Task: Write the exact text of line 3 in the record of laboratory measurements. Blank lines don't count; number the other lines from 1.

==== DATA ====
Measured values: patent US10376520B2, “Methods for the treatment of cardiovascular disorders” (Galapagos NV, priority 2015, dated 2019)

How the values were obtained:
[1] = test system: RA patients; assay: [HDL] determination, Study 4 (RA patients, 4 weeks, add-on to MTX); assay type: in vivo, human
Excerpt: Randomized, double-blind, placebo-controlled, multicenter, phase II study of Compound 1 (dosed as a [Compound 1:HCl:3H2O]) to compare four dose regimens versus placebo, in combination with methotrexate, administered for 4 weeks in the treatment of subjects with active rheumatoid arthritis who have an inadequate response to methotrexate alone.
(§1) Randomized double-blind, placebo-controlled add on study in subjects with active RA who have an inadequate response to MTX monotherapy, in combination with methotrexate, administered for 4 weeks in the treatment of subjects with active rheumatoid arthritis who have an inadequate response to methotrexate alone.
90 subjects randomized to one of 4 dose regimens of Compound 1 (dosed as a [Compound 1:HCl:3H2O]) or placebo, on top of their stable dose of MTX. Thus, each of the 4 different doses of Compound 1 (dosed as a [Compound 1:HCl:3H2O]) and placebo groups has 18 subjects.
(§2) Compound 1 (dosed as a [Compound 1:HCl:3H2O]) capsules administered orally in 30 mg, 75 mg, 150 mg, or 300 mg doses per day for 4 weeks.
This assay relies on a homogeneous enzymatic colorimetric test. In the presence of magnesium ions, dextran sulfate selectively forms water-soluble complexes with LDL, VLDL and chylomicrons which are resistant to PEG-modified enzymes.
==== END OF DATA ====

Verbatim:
[1] = test system: RA patients; assay: [HDL] determination, Study 4 (RA patients, 4 weeks, add-on to MTX); assay type: in vivo, human